HIRING & RECRUITING
Seven Ways to Hire Winners
Finding motivated self-starters can seem like looking for a needle in a haystack. But top performers do exist. Here are seven tips for how to identify and hire the kind of self-motivated achievers who can become an asset to any sales team.
1) Conduct ongoing interviews. Scan LinkedIn routinely (even once a month can help) to find viable candidates, even when you're not actively looking to hire. That way, you'll always have a handful of good applicants to contact when a position opens up. Also, consider advertising for new salespeople at least once every quarter (whether you have an opening or not).
2) Don't hire on the spot. Even if a candidate makes a great first impression, it's risky to hire too quickly. At the April 2011 Sales & Marketing Leadership Conference in Scottsdale, John Grosshans, Vice President of Line Business Solutions at SAP America, told the audience that face-to-face interviews aren't enough to evaluate sales ability. He asks candidates to send him a thank-you letter after the interview and explain why they think they're the best person for the job. This tests how well the applicants can express themselves in written form. "It's incredible what you get back," Grosshans said. "[I'm convinced] some of them don't know how to use spellcheck. And think about that going out to your customers."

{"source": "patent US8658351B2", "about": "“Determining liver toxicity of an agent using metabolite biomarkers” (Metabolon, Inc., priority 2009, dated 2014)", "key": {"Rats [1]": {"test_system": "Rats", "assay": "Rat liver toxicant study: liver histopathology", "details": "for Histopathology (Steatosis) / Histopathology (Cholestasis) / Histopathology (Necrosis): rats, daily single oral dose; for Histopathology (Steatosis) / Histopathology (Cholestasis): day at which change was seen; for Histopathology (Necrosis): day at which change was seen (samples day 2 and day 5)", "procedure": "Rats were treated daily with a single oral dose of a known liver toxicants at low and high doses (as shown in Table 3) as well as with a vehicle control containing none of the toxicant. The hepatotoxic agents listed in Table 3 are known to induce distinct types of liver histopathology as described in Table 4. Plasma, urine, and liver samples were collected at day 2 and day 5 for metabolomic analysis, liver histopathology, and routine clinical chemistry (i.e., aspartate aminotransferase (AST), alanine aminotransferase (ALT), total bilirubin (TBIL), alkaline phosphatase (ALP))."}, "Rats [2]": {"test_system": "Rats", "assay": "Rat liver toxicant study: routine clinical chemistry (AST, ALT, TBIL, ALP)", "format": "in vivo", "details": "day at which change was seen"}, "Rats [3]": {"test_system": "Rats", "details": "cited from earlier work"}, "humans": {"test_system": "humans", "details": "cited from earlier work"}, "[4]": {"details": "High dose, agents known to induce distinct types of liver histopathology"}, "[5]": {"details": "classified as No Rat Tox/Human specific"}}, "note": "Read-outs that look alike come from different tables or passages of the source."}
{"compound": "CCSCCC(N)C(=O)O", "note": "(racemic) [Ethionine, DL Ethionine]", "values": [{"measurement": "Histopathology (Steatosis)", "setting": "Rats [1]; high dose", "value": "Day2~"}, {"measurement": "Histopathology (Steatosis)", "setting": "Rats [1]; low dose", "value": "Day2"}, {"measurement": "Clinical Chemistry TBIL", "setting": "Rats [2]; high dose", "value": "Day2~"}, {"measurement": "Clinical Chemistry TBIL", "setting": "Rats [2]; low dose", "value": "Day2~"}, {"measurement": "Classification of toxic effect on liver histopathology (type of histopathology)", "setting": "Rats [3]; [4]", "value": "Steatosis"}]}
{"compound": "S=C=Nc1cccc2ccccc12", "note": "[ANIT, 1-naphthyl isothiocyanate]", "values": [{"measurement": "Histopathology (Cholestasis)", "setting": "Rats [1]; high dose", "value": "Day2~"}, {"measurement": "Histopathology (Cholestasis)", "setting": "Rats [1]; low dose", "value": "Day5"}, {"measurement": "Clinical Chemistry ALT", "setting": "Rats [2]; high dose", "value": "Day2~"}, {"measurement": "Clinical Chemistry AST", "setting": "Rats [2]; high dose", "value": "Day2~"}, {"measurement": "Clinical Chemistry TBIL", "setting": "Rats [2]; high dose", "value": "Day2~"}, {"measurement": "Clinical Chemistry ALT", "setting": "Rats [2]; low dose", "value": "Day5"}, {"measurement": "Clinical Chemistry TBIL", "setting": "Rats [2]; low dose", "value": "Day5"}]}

3) Hire based on attitude, not experience. Perhaps the most important quality to look for in an applicant isn't industry or even sales experience. It's attitude. You can train and educate people with little sales or industry knowledge, but people with innate drive and determination aren't easy to find. Whatever your applicant's background, look for positive energy and an ability to bounce back from rejection.
4) Use language that's likely to attract the applicants you seek. For example, try using words and phrases like self-starter, hard working, motivated, experienced, and energetic. Make sure that anyone who reads the job posting or description will get a sense of your unique corporate culture. Be clear about parameters (for example, if the position pays commission only, state that up front).
5) Pay attention to body language. During each interview, imagine that you're a prospect. Would you welcome the chance to talk or do business with this applicant? Is the person engaging and pleasant? Candidates should maintain consistent eye contact, smile frequently, listen well, and project confidence.
6) Look for people who want to do more than meet quotas. Look for people who broke sales records in previous positions or who excelled in other ways. What they did isn't as important as their desire to be the best. Design interview questions that gauge your applicants' desire to achieve. Their answers will help you decide who will excel and who won't.
7) Note whether the applicant asks for the job. You might be able to tell how applicants will pursue a prospect from the way they pursue a sales position.
To build a sales team of achievers, you have to know how to identify great performers as well as diamonds in the rough. With a little practice, you can learn to spot and hire the winners.
– Selling Power Editors
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